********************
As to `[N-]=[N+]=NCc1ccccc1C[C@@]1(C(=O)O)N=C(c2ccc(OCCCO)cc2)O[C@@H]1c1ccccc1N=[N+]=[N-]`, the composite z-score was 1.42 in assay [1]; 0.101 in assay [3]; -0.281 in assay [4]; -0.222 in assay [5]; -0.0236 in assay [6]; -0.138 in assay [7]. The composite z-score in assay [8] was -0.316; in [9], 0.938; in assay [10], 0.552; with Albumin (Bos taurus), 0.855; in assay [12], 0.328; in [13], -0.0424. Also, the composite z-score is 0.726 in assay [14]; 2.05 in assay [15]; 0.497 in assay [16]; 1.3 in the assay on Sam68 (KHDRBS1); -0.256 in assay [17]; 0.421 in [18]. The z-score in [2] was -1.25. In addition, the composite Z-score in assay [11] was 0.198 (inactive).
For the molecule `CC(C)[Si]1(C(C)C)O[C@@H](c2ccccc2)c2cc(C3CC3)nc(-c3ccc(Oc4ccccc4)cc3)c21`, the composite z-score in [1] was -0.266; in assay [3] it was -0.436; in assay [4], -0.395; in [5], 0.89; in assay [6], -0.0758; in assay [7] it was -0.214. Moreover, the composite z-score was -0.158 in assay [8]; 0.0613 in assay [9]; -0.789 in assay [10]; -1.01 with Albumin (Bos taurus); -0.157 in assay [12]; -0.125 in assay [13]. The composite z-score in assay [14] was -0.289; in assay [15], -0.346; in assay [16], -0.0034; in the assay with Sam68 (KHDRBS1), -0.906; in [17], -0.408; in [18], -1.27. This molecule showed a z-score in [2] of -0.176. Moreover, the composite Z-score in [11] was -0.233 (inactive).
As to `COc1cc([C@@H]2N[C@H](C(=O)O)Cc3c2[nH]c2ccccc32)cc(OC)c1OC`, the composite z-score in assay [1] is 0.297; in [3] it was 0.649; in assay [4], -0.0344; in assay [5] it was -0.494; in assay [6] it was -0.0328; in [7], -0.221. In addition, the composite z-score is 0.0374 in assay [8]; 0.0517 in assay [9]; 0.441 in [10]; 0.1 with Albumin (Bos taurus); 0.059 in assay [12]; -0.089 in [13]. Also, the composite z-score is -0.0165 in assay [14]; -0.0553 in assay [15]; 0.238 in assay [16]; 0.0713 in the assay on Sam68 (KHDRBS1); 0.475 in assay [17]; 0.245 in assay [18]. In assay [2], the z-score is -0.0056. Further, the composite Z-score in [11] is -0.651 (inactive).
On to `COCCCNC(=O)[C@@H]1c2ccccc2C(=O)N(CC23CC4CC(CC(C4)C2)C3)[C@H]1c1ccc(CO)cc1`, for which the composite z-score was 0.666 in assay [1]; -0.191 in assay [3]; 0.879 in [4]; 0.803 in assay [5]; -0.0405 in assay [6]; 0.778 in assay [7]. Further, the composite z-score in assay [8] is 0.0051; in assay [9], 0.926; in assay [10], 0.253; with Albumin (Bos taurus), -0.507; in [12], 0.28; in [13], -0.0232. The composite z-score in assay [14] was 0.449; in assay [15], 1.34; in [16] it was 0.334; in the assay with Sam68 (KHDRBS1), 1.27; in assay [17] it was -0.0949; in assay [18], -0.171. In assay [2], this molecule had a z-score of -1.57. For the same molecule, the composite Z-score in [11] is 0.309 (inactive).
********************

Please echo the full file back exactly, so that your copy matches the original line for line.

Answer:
As to `[N-]=[N+]=NCc1ccccc1C[C@@]1(C(=O)O)N=C(c2ccc(OCCCO)cc2)O[C@@H]1c1ccccc1N=[N+]=[N-]`, the composite z-score was 1.42 in assay [1]; 0.101 in assay [3]; -0.281 in assay [4]; -0.222 in assay [5]; -0.0236 in assay [6]; -0.138 in assay [7]. The composite z-score in assay [8] was -0.316; in [9], 0.938; in assay [10], 0.552; with Albumin (Bos taurus), 0.855; in assay [12], 0.328; in [13], -0.0424. Also, the composite z-score is 0.726 in assay [14]; 2.05 in assay [15]; 0.497 in assay [16]; 1.3 in the assay on Sam68 (KHDRBS1); -0.256 in assay [17]; 0.421 in [18]. The z-score in [2] was -1.25. In addition, the composite Z-score in assay [11] was 0.198 (inactive).
For the molecule `CC(C)[Si]1(C(C)C)O[C@@H](c2ccccc2)c2cc(C3CC3)nc(-c3ccc(Oc4ccccc4)cc3)c21`, the composite z-score in [1] was -0.266; in assay [3] it was -0.436; in assay [4], -0.395; in [5], 0.89; in assay [6], -0.0758; in assay [7] it was -0.214. Moreover, the composite z-score was -0.158 in assay [8]; 0.0613 in assay [9]; -0.789 in assay [10]; -1.01 with Albumin (Bos taurus); -0.157 in assay [12]; -0.125 in assay [13]. The composite z-score in assay [14] was -0.289; in assay [15], -0.346; in assay [16], -0.0034; in the assay with Sam68 (KHDRBS1), -0.906; in [17], -0.408; in [18], -1.27. This molecule showed a z-score in [2] of -0.176. Moreover, the composite Z-score in [11] was -0.233 (inactive).
As to `COc1cc([C@@H]2N[C@H](C(=O)O)Cc3c2[nH]c2ccccc32)cc(OC)c1OC`, the composite z-score in assay [1] is 0.297; in [3] it was 0.649; in assay [4], -0.0344; in assay [5] it was -0.494; in assay [6] it was -0.0328; in [7], -0.221. In addition, the composite z-score is 0.0374 in assay [8]; 0.0517 in assay [9]; 0.441 in [10]; 0.1 with Albumin (Bos taurus); 0.059 in assay [12]; -0.089 in [13]. Also, the composite z-score is -0.0165 in assay [14]; -0.0553 in assay [15]; 0.238 in assay [16]; 0.0713 in the assay on Sam68 (KHDRBS1); 0.475 in assay [17]; 0.245 in assay [18]. In assay [2], the z-score is -0.0056. Further, the composite Z-score in [11] is -0.651 (inactive).
On to `COCCCNC(=O)[C@@H]1c2ccccc2C(=O)N(CC23CC4CC(CC(C4)C2)C3)[C@H]1c1ccc(CO)cc1`, for which the composite z-score was 0.666 in assay [1]; -0.191 in assay [3]; 0.879 in [4]; 0.803 in assay [5]; -0.0405 in assay [6]; 0.778 in assay [7]. Further, the composite z-score in assay [8] is 0.0051; in assay [9], 0.926; in assay [10], 0.253; with Albumin (Bos taurus), -0.507; in [12], 0.28; in [13], -0.0232. The composite z-score in assay [14] was 0.449; in assay [15], 1.34; in [16] it was 0.334; in the assay with Sam68 (KHDRBS1), 1.27; in assay [17] it was -0.0949; in assay [18], -0.171. In assay [2], this molecule had a z-score of -1.57. For the same molecule, the composite Z-score in [11] is 0.309 (inactive).